The Chinese who celebrate Singles’ Day without shopping

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It turns out that not everyone in China celebrated Singles’ Day this year, or at least not everyone chose to take part in the never-ending shopping craze that goes with it.

As consumers aahed and oohed over all the deals and discounts online retailers offered for the world’s largest online shopping event, a group of conscientious people decided to take a different path. Weeks before Singles’ Day, also known as Double 11 or 11.11, numerous activities were carried out in different cities in China, conveying the same message: life can still be beautiful even when you don’t add a single cent to Singles Day’s total sales revenue, which this year totalled 268.4 billion yuan.

The Chinese zero waste network GoZeroWaste launched a three-week campaign together with over 20 enterprises, nonprofits, Wechat official accounts and farmers’ markets, organizing 30 offline events in Beijing, Chengdu, Guangzhou, Anshun, Zhongshan, Nanjing, Shanghai, Wuhan, Xi’an, Shenzhen and Shenyang.


Photo: GoZeroWaste

The campaign, entitled “Double 11, Go!” (双十一,Go了!), aimed to showcase the beauty of living sustainably by inviting people to go outdoors and make friends with like-minded people. It included a series of film screenings, environmental talks, zero waste picnics, handmade product workshops, tours of organic farms, clothes swap parties, book exchanges and more.

According to Elsa Tang, the founder of GoZeroWaste, “Double 11, Go!” isn’t about opposing consumerism, but rather about showing people the endless possibilities for conscientious consumption. While Alibaba was popping the champagne to celebrate its success, the one-day shopping event was expected to generate 2.25 billion courier parcels, usually made up of cardboard boxes, plastic tapes, bubble wrap and plastic bags. Data released by Greenpeace highlights that only 20% of Singles’ Day packages were recycled or reused.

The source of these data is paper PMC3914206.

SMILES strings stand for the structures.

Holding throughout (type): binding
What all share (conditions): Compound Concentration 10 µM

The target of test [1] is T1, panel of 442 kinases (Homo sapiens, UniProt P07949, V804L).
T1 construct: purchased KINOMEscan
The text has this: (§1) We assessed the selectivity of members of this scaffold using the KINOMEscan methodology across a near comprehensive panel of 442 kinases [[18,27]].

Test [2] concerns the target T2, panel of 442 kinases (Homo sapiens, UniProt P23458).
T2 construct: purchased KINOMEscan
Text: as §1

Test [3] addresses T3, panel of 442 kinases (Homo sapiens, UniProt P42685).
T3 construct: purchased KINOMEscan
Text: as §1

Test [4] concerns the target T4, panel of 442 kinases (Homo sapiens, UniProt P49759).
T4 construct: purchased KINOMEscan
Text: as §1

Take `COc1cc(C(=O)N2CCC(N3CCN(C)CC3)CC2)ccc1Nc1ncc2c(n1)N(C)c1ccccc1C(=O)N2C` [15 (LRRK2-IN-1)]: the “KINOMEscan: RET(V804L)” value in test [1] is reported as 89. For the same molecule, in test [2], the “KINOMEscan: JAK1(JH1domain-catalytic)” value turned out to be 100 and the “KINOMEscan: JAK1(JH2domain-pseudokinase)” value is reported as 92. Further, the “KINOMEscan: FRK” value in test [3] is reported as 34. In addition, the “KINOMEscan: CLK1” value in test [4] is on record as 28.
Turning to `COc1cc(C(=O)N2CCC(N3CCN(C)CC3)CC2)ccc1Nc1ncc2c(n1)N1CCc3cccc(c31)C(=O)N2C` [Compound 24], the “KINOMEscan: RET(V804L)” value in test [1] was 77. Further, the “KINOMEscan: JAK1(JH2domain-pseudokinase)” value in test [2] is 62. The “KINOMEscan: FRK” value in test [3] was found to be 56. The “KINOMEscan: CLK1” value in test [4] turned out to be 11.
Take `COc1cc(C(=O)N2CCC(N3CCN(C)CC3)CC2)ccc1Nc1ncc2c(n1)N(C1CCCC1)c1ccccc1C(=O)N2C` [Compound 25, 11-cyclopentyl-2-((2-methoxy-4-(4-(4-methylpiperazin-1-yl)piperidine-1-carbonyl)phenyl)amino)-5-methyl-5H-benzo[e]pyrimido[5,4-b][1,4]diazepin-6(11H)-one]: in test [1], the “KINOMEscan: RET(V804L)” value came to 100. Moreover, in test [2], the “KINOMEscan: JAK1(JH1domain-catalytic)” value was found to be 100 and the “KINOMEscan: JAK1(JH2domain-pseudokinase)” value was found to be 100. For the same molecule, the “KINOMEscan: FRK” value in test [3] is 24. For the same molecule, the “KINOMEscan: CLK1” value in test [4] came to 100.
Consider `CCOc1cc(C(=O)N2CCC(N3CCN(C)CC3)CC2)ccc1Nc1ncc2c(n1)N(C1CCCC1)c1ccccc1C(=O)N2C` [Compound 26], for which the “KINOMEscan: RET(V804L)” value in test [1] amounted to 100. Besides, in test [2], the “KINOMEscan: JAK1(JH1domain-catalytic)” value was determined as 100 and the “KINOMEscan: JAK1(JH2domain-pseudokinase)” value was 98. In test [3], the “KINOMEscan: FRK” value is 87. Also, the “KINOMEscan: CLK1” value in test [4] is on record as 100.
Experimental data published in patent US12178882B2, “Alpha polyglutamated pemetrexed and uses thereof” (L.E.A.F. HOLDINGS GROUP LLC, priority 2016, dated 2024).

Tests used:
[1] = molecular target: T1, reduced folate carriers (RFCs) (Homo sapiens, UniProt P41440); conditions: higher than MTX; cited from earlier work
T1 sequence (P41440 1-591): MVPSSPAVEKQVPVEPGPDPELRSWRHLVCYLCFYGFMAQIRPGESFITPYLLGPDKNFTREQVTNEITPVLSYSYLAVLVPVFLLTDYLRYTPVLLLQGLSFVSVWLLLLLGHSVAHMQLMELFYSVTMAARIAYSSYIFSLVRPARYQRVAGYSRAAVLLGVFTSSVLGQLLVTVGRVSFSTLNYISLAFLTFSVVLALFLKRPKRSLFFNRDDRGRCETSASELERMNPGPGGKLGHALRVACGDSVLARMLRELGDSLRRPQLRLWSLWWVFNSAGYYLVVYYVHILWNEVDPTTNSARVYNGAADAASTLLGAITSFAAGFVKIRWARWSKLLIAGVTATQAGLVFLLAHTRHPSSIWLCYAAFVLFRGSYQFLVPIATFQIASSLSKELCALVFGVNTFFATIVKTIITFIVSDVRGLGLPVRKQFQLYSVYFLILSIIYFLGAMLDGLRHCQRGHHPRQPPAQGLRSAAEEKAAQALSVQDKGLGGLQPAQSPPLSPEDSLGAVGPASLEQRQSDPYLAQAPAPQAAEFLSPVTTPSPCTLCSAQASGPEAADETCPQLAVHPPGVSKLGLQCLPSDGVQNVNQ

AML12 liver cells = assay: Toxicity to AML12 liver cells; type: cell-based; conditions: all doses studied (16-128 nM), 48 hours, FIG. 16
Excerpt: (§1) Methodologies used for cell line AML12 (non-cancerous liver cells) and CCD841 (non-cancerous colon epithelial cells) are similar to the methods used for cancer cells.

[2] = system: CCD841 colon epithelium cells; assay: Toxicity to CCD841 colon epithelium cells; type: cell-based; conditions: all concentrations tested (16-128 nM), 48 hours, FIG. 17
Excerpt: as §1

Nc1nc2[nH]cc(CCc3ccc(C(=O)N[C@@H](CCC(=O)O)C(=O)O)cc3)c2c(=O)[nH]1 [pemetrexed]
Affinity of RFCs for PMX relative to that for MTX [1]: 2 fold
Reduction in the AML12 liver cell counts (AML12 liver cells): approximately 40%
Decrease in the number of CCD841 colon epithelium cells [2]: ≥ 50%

THE BULK HOUSE, Mainland China’s first zero waste store, urged people to show support for their “Anti 11.11” campaign by changing their WeChat profile pictures into a poster carrying the statement “I refuse impulse-shopping”. The message is simple: shopping is fine, shopping impulsively is not.



According to an online survey on shopping behaviour conducted by Xinyi Xiaoyuan in 2018, 51.84% of the 3,609 participating college students agreed that they sometimes shop impulsively; nearly half of them admitted that they had the impulse to shop after “watching the advertisements for Double 11” and “seeing that everyone is shopping”.

For those who just can’t resist the good bargains during Double 11, like many ordinary people who grew up in a consumerist society, online platforms including THE BULK HOUSE, Beijing Farmers’ Market and Vegan Planet offered good deals for people looking for a less/no plastic shopping experience. From grains to toothbrushes, from cloth bags to cooking oil, you can still be part of this festival, but in a more mindful way.

And for those who find the idea of spending hours adding items to the shopping cart boring, Time Out Beijing provided some good tips on how to spend the Singles’ Day weekend in Beijing. From pampering yourself by hitting good massages, exercising in indoor Olympic-standard swimming pools, picking up new skills by signing up for workshops, exploring hidden hutongs to just simply a day trip from the city, there must be something for you.

Ten years after its launch, Double 11 is still one of the most unstoppable shopping events in the world. While the latest sky-high sales record will probably be broken again, it seems that more and more consumers have started rethinking their consumption behaviour and have chosen to call themselves out. The growth in the event’s total sales eased to 26% this year, the weakest since it started in 2009. Although the slowdown is probably caused by the general slowing of the e-commerce industry, as the experts have claimed, hopefully these growing voices against consumerism will also play a larger role in the future.

In Brief

As consumers aahed and oohed over the record-breaking sales figure they have made together last week in the world’s largest online shopping event, a group of conscientious people decided to go other way around.
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